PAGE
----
Skip to main content

National Defence headquarters in Ottawa (2009). Winner of an award of merit from the Illumination Engineering Society of North America.

The Canadian military's almost decade-long quest to buy unmanned aerial vehicles has been partly hung up by an internal debate about whether the air forces needs one — or two — different fleets of drones.

A series of internal briefings, stretching back over two years, show that military planners were forced to go back to the drawing board in early 2013 after consultations determined what the country wants to accomplish with the remotely piloted planes might be too broad for just a single type of aircraft.

That has flummoxed the air force, which had drawn up its requirements and operational concepts based on a single fleet.

The military expects the drones to not only provide surveillance at home and abroad, but also carry weapons, such as Hellfire missiles, for precision strikes during overseas missions.

One briefing, prepared for former associate defence minister Kerry-Lynne Findlay in early 2013, says five of eight companies that responded to a request for information in the fall of 2012 proposed a mixed fleet.

The documents show the federal government was prepared to spend to up $3.4 billion to buy and service military drones over 20 years, but those numbers are being revisited because of the delay.

National Defence's new military acquisition guide shows the government doesn't plan to spend any money on UAVs until 2019-20.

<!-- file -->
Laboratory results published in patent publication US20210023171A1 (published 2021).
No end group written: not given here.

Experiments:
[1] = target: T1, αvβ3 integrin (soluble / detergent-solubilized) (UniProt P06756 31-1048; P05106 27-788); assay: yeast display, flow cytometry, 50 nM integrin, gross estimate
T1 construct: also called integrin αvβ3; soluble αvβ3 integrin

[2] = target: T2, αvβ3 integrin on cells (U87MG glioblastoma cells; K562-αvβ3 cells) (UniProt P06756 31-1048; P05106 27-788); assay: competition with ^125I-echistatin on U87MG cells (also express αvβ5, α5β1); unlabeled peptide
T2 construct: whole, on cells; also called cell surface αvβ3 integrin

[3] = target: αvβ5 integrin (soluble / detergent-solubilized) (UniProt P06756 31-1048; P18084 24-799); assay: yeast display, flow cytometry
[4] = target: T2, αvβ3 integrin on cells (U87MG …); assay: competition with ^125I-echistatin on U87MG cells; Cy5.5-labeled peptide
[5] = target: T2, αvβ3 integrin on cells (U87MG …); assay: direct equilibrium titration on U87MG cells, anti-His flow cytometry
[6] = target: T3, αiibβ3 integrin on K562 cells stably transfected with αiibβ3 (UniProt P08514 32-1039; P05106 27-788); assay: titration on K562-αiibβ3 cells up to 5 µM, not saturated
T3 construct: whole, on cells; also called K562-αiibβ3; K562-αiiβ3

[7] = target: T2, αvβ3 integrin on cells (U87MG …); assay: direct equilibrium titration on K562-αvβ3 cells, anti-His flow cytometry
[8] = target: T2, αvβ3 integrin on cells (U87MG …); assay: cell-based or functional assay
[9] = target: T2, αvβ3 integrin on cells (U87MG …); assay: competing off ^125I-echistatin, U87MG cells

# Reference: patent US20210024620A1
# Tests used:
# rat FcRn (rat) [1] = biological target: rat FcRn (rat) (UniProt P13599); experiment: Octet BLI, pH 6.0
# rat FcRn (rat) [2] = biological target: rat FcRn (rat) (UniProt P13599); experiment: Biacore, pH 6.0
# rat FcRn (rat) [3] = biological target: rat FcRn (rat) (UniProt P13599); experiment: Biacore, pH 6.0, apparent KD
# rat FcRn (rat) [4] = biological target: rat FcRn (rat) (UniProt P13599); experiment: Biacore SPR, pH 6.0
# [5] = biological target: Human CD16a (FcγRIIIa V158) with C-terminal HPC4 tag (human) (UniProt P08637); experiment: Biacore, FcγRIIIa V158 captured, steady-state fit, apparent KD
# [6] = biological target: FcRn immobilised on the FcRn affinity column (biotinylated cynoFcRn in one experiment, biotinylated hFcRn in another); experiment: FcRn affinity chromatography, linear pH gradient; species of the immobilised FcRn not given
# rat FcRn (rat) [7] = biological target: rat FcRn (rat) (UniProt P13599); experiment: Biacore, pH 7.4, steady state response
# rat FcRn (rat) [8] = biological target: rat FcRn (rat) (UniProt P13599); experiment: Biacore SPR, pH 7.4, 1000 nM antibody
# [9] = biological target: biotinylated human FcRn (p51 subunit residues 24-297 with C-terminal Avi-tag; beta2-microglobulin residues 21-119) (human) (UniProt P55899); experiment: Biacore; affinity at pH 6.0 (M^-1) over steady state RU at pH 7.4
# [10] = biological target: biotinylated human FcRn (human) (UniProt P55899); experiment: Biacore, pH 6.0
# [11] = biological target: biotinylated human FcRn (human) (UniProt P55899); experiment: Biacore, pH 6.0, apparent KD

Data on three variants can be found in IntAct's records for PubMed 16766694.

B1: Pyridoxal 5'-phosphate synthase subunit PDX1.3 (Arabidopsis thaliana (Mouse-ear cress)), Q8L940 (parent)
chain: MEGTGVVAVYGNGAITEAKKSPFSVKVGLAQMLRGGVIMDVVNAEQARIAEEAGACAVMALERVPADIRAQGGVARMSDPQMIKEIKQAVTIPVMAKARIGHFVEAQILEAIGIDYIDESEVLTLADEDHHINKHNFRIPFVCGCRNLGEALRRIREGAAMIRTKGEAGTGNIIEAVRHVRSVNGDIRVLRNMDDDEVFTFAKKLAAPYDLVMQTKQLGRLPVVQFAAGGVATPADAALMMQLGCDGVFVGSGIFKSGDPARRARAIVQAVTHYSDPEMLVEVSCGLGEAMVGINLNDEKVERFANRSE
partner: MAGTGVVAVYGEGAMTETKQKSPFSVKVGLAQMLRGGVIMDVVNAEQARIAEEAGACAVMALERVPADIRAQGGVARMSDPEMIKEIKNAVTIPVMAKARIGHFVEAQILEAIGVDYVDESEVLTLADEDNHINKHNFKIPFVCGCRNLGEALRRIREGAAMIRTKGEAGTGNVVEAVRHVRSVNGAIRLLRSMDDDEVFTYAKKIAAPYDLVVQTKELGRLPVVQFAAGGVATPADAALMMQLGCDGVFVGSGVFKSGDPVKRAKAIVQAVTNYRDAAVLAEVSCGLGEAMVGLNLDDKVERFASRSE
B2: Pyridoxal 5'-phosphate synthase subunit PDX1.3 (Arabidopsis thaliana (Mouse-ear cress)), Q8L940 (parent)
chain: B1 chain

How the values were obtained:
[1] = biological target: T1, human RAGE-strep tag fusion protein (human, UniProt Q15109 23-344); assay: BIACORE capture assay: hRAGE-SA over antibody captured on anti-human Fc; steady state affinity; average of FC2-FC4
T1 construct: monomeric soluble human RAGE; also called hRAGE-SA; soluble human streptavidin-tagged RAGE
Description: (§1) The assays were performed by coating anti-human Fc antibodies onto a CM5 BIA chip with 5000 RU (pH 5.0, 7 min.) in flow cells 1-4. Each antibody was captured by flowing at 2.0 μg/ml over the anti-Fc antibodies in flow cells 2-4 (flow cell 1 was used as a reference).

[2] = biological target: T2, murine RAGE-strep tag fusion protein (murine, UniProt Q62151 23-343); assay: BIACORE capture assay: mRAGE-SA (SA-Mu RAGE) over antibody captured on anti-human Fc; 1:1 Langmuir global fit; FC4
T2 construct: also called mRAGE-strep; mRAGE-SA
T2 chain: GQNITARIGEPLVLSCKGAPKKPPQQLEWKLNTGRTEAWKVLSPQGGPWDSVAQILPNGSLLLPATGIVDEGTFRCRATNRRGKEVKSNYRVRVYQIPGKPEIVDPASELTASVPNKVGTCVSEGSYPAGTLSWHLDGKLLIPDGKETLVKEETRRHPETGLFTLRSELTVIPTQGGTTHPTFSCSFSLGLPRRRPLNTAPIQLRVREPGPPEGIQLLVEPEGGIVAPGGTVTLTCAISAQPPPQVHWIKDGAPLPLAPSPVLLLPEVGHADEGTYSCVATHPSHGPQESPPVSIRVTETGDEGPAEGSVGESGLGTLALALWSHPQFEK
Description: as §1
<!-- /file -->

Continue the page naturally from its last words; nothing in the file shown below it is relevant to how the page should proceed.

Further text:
With the political firestorm over the F-35 stealth fighter in mind, the Privy Council Office, the bureaucratic wing of Prime Minister Stephen Harper's office, told the military it wanted to see three viable, "fully costed options."

The documents, obtained by The Canadian Press under access-to-information legislation, also show that the air force has tried and failed six times since 2005 to acquire either a permanent fleet of drones or temporary capability.

It did succeed in getting a small fleet of Israeli-built Herons for operations in Kandahar, but that was only because the Manley commission, which examined the war in Afghanistan, made it a condition of Canada's continued involvement.

The leased aircraft were handed to the Australians following the end of Canada's Kandahar deployment in 2011.

Drones are becoming ubiquitous not only in many modern militaries, but commercially.

The fact National Defence hasn't been able to get its act together shouldn't be surprising given the budget restraints imposed on it, said University of Ottawa defence analyst Philippe Lagasse.

The air force's budget and expectations for replacement aircraft are often directed toward single fleets and having industry come back to say expectations don't match the technology must have thrown officials for a loop.

"Should it be going faster? Sure," said Lagasse. "Is it easy to do? No."

It is hard to move faster when National Defence has been saddled with so many competing projects and no overarching policy guidance, he added.

A rewrite of the government's defence strategy has been in a holding pattern before cabinet since late last fall.

The newly released documents underscore the importance of drone technology, describing it as a "critical enabler" without which surveillance of the country's vast expanses "will be less effective."

The absence of unmanned aerial vehicles is also being keenly felt as the military looks at other nations and sees what it could be doing — especially on the domestic front where it has been called upon to deal with the aftermath of floods and storms.

"Had a (UAV) capability existed it would have been utilized in most, if not all, recent natural disasters," said an April 2013 slide presentation drawn up by the project management office.

Interact with The Globe